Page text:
Ice-shelf dynamics near the front of the Filchner-Ronne Ice Shelf, Antarctica, revealed by SAR interferometry
- Author(s): Rignot, E
- et al.
Published Web Locationhttps://doi.org/10.1017/S0022143000002732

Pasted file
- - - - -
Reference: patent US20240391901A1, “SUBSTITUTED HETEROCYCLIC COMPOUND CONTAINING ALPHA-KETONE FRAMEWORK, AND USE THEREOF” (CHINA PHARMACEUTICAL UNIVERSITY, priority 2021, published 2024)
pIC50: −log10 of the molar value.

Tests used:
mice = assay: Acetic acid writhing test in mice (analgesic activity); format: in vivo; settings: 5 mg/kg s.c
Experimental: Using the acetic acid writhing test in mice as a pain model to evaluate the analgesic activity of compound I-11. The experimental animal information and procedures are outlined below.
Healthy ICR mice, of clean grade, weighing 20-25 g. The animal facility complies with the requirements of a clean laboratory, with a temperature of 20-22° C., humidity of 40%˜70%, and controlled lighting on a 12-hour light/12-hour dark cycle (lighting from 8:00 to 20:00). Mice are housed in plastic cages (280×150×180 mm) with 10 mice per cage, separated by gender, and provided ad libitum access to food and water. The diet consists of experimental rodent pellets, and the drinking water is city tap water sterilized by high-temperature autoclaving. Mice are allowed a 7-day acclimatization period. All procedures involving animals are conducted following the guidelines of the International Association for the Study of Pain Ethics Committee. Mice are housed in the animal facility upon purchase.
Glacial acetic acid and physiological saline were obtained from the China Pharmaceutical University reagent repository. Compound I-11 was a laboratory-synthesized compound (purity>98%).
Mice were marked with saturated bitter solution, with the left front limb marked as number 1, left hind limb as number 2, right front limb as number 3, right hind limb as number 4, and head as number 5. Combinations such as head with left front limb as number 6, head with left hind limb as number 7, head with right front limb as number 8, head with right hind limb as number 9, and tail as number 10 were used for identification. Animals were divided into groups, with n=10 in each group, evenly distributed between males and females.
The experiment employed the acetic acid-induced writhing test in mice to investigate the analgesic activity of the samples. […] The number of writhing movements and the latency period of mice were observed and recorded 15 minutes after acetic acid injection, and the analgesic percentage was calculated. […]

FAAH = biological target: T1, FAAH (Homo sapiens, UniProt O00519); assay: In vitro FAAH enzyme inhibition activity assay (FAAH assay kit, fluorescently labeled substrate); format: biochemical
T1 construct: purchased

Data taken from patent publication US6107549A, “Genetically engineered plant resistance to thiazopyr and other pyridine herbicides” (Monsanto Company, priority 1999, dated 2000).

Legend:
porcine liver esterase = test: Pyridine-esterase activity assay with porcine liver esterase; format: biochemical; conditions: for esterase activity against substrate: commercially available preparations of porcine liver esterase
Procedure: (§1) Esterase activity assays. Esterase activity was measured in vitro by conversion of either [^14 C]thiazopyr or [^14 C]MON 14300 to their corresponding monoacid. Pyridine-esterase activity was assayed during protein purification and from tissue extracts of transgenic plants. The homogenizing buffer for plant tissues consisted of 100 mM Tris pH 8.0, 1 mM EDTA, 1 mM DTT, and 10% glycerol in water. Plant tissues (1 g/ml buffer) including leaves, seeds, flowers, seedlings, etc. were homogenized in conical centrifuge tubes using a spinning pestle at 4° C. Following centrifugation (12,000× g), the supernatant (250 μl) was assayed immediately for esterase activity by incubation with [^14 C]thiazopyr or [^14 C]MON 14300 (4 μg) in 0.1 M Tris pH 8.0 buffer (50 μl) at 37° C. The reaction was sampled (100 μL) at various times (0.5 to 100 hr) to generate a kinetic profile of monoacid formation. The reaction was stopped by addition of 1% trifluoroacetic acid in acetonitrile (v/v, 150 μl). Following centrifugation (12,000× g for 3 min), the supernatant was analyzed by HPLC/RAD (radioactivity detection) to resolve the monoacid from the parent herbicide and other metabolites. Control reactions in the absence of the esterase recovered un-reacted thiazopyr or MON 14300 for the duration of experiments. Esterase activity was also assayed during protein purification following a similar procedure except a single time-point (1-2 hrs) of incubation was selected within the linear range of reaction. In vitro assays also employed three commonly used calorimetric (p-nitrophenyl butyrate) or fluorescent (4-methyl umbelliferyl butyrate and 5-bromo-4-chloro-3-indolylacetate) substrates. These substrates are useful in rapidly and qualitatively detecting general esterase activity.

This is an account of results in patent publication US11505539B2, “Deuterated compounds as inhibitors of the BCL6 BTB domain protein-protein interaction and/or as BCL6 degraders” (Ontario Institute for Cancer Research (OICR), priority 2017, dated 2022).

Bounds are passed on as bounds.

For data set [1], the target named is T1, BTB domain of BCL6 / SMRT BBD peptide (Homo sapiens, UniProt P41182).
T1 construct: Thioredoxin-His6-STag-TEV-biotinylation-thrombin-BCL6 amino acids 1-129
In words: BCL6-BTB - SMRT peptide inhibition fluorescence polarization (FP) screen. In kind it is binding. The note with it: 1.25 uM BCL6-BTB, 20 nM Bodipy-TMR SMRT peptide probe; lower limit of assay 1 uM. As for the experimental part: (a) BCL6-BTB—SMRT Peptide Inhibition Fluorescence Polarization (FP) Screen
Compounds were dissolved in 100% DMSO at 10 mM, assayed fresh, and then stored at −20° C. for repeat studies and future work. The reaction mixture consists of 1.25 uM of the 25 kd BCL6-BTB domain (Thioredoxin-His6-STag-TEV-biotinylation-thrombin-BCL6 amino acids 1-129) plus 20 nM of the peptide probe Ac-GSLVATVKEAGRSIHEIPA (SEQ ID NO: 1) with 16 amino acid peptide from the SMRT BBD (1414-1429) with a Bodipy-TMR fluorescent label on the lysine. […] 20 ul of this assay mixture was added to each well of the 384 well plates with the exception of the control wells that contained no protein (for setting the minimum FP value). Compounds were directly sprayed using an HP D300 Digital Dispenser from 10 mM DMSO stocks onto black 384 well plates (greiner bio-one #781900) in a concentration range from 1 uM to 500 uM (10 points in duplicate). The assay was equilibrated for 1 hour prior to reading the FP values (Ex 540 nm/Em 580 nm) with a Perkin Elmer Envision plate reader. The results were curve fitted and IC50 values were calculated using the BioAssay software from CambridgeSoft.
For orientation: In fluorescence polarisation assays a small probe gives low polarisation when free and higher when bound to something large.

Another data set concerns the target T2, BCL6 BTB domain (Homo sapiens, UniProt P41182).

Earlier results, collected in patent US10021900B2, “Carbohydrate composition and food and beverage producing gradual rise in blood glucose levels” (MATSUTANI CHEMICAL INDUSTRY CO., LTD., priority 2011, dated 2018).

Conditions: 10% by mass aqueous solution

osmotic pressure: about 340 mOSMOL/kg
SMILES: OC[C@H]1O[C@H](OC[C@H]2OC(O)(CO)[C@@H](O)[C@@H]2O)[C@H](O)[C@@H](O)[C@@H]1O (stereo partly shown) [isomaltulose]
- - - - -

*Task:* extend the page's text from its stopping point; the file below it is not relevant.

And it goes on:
Fifteen synthetic aperture radar (SAR) images of the Ronne Ice Shelf (also referred to as the Filchner-Ronne Ice Shelf), Antarctica, obtained by the European remote-sensing satellites ERS-1 and -2, are used to study ice-shelf dynamics near two ends of the iceberg-calving front. Interferograms constructed from these SAR images are used to resolve the ice-shelf displacement along several directions in response to both ocean tide and long-term creep flow. Tidal motion is separated from creep flow using differential interferometry, i.e. two or more interferograms in which fringe patterns common to all are predominantly associated with creep flow. Creep-flow velocities thus determined compare well with prior ice-shelf velocity surveys. Using these data, we studied the influence of large-scale rifts, ice rises and coastal separation on the ice-shelf flow. Many of the large rifts that appear to form the boundaries where tabular icebergs may eventually detach from the ice shelf are filled with a melange of sea ice, ice-shelf debris and wind-blown snow. The interferograms show that this melange tends to deform coherently in response to the ice-shelf flow and has sufficient strength to trap large tabular ice-shelf fragments for several decades before the fragments eventually become icebergs. In many instances, the motion of the tabular fragments is a rigid-body rotation about a vertical axis that is driven by velocity shear within the melange. The mechanical role of the rift-filling melange may be to bind tabular ice-shelf fragments to the main ice shelf before they calve. This suggests two possible mechanisms by which climate could influence tabular iceberg calving. First, spatial gradients in oceanic and atmospheric temperature may determine where the melange melts and, thus, the location of the iceberg-calving margin. Second, melting or weakening of ice melange as a consequence of climate change could trigger a sudden or widespread release of tabular icebergs and lead to rapid ice-shelf disintegration.